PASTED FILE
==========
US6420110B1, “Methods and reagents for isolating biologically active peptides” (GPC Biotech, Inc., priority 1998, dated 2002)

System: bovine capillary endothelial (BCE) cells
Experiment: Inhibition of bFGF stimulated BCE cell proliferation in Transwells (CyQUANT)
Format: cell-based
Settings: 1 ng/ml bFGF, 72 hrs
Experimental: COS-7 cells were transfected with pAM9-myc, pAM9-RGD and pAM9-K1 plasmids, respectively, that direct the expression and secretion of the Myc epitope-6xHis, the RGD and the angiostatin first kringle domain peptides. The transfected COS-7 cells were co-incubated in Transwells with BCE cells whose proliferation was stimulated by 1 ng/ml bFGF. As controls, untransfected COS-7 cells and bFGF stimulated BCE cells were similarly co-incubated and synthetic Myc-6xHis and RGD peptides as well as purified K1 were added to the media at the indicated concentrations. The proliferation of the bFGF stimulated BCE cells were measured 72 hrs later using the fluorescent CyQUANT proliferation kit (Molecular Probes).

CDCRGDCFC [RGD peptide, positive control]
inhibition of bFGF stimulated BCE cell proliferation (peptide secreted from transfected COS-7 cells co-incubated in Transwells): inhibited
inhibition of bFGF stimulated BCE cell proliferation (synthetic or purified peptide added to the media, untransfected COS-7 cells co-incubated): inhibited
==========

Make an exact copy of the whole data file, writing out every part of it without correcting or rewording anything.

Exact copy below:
US6420110B1, “Methods and reagents for isolating biologically active peptides” (GPC Biotech, Inc., priority 1998, dated 2002)

System: bovine capillary endothelial (BCE) cells
Experiment: Inhibition of bFGF stimulated BCE cell proliferation in Transwells (CyQUANT)
Format: cell-based
Settings: 1 ng/ml bFGF, 72 hrs
Experimental: COS-7 cells were transfected with pAM9-myc, pAM9-RGD and pAM9-K1 plasmids, respectively, that direct the expression and secretion of the Myc epitope-6xHis, the RGD and the angiostatin first kringle domain peptides. The transfected COS-7 cells were co-incubated in Transwells with BCE cells whose proliferation was stimulated by 1 ng/ml bFGF. As controls, untransfected COS-7 cells and bFGF stimulated BCE cells were similarly co-incubated and synthetic Myc-6xHis and RGD peptides as well as purified K1 were added to the media at the indicated concentrations. The proliferation of the bFGF stimulated BCE cells were measured 72 hrs later using the fluorescent CyQUANT proliferation kit (Molecular Probes).

CDCRGDCFC [RGD peptide, positive control]
inhibition of bFGF stimulated BCE cell proliferation (peptide secreted from transfected COS-7 cells co-incubated in Transwells): inhibited
inhibition of bFGF stimulated BCE cell proliferation (synthetic or purified peptide added to the media, untransfected COS-7 cells co-incubated): inhibited